The Perils of Canceling WPF ComboBox Selection

"We meant to do better, but it came out as always."
V. Chernomyrdin , former Prime Minister of Russia


In our application we have a combo box that switches between different modes. Any unsaved work will be lost during the switch. So, if there are unsaved changes and the user selects new mode in the combo box, we want to

  1. Remember user's choice and return the selection back to current mode.
  2. Ask the user whether he indeed wants to switch mode and lose the changes.
  3. If the answer is no, pretend nothing happened. If the answer is yes, change combo box selection and switch the mode.

Reverting using selection on step 1 makes sense, because the application did not officialy switch modes until the user said "yes", and we want the combo box to correctly reflect current mode. Unfortunately, it turns out that if one uses MVVM and data binding, reverting user seletion in a combo box is difficult in .NET 3.5 and next to impossible in .NET 4.0.

More Details

If we use MVVM, we have three entities related to the combo box selection:

  1. Actual visual state displayed on screen.
  2. Value of ComboBox.SelectedItem property.
  3. Value of ViewModel.SelectedItem property tied to the combo box via binding.

In an ideal world all three should be synchronized at all times, with possible exception of very brief transition states. Unfortunately, the synchronization is broken in different ways in .NET 3.5. and .NET 4.0.

.NET 3.5

In .NET 3.5 the combo box will correctly synchronize the visual state and ComboBox.SelectedItem property. It will, however, ignore any updates to the ViewModel.SelectedItem made while processing user selection. This was presumably done to avoid an infinite loop of updates. The end result is that if the view model attempts to "correct" selected item, ViewModel.SelectedItem will be out of sync with ComboBox.SelectedItem and the actual visual state.

Binding behavior in .NET 3.5

.NET 4.0

In .NET 4.0 Microsoft tried to make our lives easier. Now the combo box will listen to view model changes, but unfortunately it will "forget" to update the actual visual state. In my opinion, this is worse than before, since by looking at the values the program can no longer detect that something is amiss. The combo box will report one thing to the application and show different thing to the user. This is not a Good Thing to do.

Binding behavior in .NET 4.0

Workaround for .NET 3.5 using BeginInvoke()

Evidently, the combo box usually does listen to view model updates, even in .NET 3.5, otherwise an MVVM application would never be able to set the selection programmatically. Roughly, the combo box turns "deaf" to view model updates for the duration of "selection changed" windows message, probably to prevent infinite loops. Once the selection message processing is finished, the combo box is willing to listen to updates again. Thus, possible work around is to defer the reversal of user selection until after curent windows message is processed via Dispatcher.BeginInvoke() call. I used this technique in my application until it was ported to .NET 4.

This workaround stops working in .NET 4, because the combo box now pretends to listen to current view model value. When BeginInvoke() is dispatched and the view model once again signals an update, the combo box sees that the view model state is the same as its internal state and does nothing, still leaving the visual state out of sync.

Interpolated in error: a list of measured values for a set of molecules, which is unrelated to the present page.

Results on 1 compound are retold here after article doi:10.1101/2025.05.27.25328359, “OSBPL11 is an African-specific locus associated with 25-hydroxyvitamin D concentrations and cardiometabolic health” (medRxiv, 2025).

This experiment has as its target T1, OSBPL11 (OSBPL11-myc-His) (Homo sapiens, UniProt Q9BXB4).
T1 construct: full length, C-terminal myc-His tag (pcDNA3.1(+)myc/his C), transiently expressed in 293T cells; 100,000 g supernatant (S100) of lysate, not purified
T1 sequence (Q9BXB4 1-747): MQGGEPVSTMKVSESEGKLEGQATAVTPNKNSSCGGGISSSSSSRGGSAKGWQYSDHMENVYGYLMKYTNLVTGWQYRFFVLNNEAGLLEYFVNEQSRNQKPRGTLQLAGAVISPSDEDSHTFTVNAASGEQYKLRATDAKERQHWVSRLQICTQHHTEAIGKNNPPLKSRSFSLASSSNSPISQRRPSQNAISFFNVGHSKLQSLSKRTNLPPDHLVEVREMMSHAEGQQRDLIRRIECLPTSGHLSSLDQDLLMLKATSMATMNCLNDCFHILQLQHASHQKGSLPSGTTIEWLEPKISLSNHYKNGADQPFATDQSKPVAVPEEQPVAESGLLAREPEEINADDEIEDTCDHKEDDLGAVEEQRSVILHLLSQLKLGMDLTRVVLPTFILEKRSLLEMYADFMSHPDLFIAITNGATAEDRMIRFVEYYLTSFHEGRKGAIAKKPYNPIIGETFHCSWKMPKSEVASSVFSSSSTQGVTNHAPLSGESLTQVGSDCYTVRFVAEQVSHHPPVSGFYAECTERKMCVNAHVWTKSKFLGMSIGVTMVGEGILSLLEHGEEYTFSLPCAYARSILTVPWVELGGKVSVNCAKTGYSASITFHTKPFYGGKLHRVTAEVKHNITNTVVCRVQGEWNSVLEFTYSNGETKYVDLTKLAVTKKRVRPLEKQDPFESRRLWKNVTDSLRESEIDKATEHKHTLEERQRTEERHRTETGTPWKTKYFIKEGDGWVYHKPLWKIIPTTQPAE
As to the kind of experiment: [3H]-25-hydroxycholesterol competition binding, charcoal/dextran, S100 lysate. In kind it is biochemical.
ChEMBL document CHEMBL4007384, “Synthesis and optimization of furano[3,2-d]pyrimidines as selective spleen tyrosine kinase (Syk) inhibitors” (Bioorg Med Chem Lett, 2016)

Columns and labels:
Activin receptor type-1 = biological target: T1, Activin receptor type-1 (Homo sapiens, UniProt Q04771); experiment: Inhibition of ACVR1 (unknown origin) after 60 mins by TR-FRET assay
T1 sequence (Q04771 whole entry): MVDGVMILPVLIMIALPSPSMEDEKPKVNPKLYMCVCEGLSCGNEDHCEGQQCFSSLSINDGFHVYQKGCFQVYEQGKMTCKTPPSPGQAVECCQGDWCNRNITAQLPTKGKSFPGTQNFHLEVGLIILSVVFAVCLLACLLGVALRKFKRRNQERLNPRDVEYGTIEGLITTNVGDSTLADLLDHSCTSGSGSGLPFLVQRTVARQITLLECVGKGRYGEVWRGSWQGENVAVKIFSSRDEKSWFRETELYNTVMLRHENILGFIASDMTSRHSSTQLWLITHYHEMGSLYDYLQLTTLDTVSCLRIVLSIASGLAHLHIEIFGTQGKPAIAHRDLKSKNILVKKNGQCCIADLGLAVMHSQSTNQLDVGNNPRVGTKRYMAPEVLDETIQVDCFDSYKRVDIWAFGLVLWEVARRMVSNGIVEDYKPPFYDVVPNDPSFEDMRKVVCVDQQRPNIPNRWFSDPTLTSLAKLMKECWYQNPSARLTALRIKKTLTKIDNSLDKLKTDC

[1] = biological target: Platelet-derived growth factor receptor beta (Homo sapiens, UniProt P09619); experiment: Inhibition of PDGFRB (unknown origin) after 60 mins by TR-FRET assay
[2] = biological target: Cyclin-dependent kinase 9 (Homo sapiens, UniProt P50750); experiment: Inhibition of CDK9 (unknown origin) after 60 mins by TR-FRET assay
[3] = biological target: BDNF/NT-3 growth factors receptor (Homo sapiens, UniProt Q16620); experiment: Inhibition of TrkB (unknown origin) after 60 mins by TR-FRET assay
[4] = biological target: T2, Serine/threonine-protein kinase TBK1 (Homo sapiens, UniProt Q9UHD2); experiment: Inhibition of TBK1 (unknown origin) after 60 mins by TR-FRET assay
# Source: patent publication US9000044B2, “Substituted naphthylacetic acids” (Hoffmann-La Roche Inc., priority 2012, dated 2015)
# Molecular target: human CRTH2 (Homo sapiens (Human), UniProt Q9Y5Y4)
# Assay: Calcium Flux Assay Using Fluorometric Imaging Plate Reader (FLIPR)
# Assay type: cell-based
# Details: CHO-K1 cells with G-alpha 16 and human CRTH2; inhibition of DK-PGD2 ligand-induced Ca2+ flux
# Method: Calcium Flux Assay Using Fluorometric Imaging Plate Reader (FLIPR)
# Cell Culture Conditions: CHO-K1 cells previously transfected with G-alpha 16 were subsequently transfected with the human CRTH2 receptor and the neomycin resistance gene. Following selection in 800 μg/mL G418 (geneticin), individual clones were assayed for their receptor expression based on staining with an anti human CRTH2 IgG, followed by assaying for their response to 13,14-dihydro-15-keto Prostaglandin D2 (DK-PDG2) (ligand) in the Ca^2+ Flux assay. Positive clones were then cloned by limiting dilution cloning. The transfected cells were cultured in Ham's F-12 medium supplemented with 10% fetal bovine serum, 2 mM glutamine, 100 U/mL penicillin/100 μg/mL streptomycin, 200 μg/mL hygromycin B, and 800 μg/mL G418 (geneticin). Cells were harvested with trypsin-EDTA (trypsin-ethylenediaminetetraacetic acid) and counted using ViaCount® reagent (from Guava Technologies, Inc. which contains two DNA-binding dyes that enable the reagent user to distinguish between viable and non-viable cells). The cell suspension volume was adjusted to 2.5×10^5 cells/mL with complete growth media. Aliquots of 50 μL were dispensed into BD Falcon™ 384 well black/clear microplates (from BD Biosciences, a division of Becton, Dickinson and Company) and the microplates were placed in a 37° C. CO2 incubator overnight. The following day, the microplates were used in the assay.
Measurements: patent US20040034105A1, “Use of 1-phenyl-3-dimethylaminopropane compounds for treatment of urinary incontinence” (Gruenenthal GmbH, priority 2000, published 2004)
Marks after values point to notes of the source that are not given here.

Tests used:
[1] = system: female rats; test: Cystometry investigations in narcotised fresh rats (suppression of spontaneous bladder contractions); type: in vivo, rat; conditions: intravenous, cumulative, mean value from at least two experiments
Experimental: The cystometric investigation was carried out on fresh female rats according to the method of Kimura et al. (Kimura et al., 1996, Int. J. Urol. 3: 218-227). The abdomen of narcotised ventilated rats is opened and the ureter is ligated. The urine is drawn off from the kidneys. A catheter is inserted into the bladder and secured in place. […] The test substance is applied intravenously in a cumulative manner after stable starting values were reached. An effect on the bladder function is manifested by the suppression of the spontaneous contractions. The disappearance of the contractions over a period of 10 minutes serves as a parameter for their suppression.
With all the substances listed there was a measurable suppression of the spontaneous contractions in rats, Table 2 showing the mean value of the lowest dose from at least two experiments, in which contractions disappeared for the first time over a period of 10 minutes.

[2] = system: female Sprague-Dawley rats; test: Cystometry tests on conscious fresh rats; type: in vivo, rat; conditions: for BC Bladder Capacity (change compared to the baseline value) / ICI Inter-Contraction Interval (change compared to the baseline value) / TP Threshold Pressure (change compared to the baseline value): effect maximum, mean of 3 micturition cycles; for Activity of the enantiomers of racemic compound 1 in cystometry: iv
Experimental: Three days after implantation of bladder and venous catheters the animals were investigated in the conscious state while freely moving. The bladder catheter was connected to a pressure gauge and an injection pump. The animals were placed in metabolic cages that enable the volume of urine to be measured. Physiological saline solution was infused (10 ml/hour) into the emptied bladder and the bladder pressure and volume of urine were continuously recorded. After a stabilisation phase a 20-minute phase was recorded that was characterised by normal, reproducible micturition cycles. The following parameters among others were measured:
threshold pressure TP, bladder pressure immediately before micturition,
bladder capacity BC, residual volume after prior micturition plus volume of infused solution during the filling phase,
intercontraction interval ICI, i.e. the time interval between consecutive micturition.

Demo Application

The demo application demonstrates the relationship between the visual state, the combo box object state and the view model state, which varies depending on the .NET version and what is done in the property setter. I used to it to research the issue and understand how the internals work.

Download (30K)

Application Screenshot

The applicaion uses MVVM approach (actually, it's just VVM, since the "model" class is not present). The combo box is defined in XAML as follows:

<ComboBox SelectedItem="{Binding SelectedItem, Mode=TwoWay}" ... />

The view model has SelectedItem property that is bound to the SelectedItem propery of the combo box:

class MainViewModel
    public string SelectedItem 
        get { ... }
        set { ... }

The controls, from top to bottom are:

Current CLR versionRead only
The combo box 
Current value of ComboBox.SelectedItemRead only
Current value of MainViewModel.SelectedItemRead only
"Ignore value updates in setter" check boxWhen checked, the setter for MainViewModel.SelectedItem property will ignore requests to change the value.
"Use BeginInvoke()" check boxWhen checked, the setter will begin-invoke a deferred "view model selected item changed" notification.
"Throw exception in setter" check boxWhen checked, the setter will throw an exception. Some people alleged that this may cancel the combo box update. It does not.
"Set SelectedItem to" buttonCalls MainViewModel.SelectedItem setter with a value of the adjacent text box.
The log windowShows some events of interest as they occur in the application.
"Clear Log" buttonClears the log window.

.NET 3.5 Log

Here's what happens if we try to change selection from January to February under .NET 3.5 with "ignore value updates in setter" and "use BeginInvoke()" checked:

.NET 3.5 switch log

The first property changed notification (on line 3) is ignored by the combo box, but the one issued on line 5 via BeginInvoke() catches on, and the selection is changed back to January as we intended.

.NET 4 Log

If we do the same in .NET 4, the result is different.

.NET 4 switch log